Thursday, February 27, 2014

Monitor current SQL Server processes

How many times does somebody come to you and say 'Is something running on the server right now?'   Or, 'Why is it so slow?'  Time and time again, you're in there running sp_who2, trying to figure out where the problem is -- what is sucking your server resources? 

Activity Monitor is pretty good.  It's like SQL Server's version of Perf Mon.  But, like most GUI-based tools, it's a memory pig all by itself!  Here is a quick piece that I use to go behind the Activity Monitor GUI, and still get the goods.  I've wrapped it into a view, which I target in a job that I use for monitoring, and collecting stats from the server.  You could just use the SELECT statement, or even put it into a procedure.

Let me know what you think.

   USE master
  CREATE VIEW dbo.vwCurrentSQLProcess
   View utilized to help automate the monitoring of SQL Server processes.
   It is available at all times on demand, but also used by the scheduled job which
   collects the data and dumps into dbo.CurrentSQLProcess. Useful to automate 
   monitoring, alerts, and server administration.

   SELECT * FROM dbo.vwCurrentSQLProcess

  Auth:  ME
   Date: 2/27/2014

        TOP 100 PERCENT
        s.session_id [SessionID],
        s.login_name [Login],
        COALESCE(s.host_name, c.client_net_address) [Host],
        s.program_name [Application],
        r.command [Process],
        t.task_state [State],
        r.start_time [StartTime],
        r.[status] [Status],
        r.wait_type [WaitType],
        TSQL.[text] [tSQL],
        (tsu.user_objects_alloc_page_count - tsu.user_objects_dealloc_page_count) +
        (tsu.internal_objects_alloc_page_count - 
          tsu.internal_objects_dealloc_page_count ) [#PagesAllocated]
        sys.dm_exec_sessions s LEFT JOIN sys.dm_exec_connections c
          ON s.session_id = c.session_id LEFT JOIN sys.dm_db_task_space_usage tsu
            ON s.session_id = tsu.session_id LEFT JOIN sys.dm_os_tasks t
              ON tsu.session_id = t.session_id
              AND tsu.request_id = t.request_id LEFT JOIN sys.dm_exec_requests r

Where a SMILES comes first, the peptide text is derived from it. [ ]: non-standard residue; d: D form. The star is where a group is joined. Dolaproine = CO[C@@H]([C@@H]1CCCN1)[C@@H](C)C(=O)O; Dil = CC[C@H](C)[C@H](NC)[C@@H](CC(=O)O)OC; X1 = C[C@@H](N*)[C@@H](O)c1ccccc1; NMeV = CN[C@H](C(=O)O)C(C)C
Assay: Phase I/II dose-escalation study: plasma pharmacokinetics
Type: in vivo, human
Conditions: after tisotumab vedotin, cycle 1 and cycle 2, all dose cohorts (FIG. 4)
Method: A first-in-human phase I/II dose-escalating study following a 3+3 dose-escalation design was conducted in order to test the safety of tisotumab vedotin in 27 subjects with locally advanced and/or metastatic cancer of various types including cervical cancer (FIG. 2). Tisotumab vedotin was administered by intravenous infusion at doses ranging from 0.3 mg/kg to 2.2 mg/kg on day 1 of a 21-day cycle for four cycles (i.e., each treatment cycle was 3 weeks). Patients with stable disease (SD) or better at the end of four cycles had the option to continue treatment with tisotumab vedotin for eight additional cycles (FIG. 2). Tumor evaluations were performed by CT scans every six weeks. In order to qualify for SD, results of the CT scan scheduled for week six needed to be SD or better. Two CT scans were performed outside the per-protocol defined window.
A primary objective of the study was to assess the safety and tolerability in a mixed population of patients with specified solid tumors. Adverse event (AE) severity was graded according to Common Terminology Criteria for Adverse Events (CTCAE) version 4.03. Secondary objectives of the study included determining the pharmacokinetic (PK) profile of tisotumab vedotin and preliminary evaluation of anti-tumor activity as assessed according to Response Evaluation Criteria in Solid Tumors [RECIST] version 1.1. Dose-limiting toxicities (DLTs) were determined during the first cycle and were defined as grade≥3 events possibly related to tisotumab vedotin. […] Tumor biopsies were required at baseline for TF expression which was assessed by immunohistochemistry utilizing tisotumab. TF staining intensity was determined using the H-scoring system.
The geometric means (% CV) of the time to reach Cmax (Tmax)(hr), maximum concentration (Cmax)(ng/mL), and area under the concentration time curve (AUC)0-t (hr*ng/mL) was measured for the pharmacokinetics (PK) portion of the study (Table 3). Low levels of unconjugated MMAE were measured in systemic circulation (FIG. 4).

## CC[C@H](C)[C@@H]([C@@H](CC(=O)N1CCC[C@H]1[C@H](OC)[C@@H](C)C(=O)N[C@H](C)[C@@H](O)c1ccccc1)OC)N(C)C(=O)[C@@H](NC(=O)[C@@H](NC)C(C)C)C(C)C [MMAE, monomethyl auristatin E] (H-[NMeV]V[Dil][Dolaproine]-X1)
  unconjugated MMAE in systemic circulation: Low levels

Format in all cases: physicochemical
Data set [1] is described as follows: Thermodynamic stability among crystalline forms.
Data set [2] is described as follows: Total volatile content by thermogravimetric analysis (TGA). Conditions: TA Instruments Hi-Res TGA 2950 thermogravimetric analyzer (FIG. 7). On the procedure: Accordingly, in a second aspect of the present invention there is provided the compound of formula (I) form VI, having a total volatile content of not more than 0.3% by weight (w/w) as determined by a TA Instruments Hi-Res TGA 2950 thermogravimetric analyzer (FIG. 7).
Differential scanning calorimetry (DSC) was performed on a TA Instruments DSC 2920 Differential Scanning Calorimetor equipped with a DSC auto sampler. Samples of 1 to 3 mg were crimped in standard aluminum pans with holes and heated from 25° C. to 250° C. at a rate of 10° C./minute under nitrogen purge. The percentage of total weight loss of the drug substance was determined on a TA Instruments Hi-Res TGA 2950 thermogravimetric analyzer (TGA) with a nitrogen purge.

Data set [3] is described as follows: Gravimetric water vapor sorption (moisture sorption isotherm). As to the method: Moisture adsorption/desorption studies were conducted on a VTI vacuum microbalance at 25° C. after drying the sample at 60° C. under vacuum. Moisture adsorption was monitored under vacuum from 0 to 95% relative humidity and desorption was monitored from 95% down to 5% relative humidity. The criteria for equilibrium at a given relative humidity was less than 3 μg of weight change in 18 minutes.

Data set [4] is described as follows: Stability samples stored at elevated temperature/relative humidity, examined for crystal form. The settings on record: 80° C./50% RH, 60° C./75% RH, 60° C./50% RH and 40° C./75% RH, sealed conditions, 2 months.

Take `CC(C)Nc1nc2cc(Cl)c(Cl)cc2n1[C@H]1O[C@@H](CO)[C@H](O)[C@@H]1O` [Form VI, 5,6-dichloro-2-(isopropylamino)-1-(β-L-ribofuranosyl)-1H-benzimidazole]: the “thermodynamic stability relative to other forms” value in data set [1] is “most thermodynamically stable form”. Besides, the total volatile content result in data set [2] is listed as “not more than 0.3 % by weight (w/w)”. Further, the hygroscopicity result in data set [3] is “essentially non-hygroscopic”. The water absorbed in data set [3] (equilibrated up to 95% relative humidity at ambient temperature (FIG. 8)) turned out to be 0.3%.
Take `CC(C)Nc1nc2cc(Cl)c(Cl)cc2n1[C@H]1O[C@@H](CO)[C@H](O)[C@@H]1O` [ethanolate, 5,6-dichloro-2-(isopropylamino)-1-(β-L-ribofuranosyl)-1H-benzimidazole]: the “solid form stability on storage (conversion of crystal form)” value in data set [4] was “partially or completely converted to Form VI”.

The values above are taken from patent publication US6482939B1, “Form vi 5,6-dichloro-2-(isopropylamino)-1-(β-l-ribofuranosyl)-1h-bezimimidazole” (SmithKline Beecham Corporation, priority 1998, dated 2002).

ON tsu.session_id = r.session_id
                AND tsu.request_id = r.request_id
           OUTER APPLY sys.dm_exec_sql_text(r.sql_handle) TSQL
        (tsu.user_objects_alloc_page_count - tsu.user_objects_dealloc_page_count) +
        (tsu.internal_objects_alloc_page_count - tsu.internal_objects_dealloc_page_count) > 0
        [#PagesAllocated] DESC;

These are the results... from my pretty idle, inactive laptop:

SessionID Login Host App. Process State StartTime Status WaitType tSQL #PagesAllocated
5 sa NULL NULL SIGNAL HANDLER SUSPENDED 2014-02-26 08:10:39.807 background KSOURCE_WAKEUP NULL 4

Total number of active/open SQL Server connections, per database

If you've managed SQL Server, I'm sure you've experienced problems with client connections.  There are countless client libraries for SQL Server, and sometimes there can be just as many problems with each of them.  :-(
The database connection is done in several steps;  Establish connection, the handshake, parse the connection string, and then SQL has to authenticate.  Then, checks are done at the database and the transaction level, and more.
Unfortunately, when clients disconnect, the connection is not always closed properly.  PHP, for example, is known for problems releasing the connection, which creates 'orphaned' connections.  Typically caused by problems at the app, or even network-related problems, but whatever it is, these orphans can very easily consume valuable resources from your server!
In this post I've just given you a method to return the active/open connections, per database. Both sp_who or sp_who2 are great, but they output a LOT of detail that you need to scroll through, and translate.  This is just a fast way to get in there, and count your connections, per database.
   /* Return Active/Open connections per database. */ 
      DB_NAME(dbid) [Database],
      hostname [Host],
      d.client_net_address [IPaddress],
      loginame [Login],
      COUNT(dbid) [NoOfConnections]
      sys.sysprocesses s INNER JOIN sys.dm_exec_connections d
        ON s.spid = d.session_id
      d.session_id >= 51 -- << user sessions are >= 51

These are my results.  If I was on a larger network, we'd see other IPs and host machines:

Database Host IPaddress Login NoOfConnections
master MYPCNAME <local machine> MYPCNAME\MyName 6

Please see this for more detail on sys.dm_exec_connections:

Also see this for more detail on sys.sysprocesses.  But, don't miss the backward compatibility note!  This one has been replaced by sys.dm_exec_connections, sys.dm_exec_sessions and sys.dm_exec_requests, and it will be gone in a future release: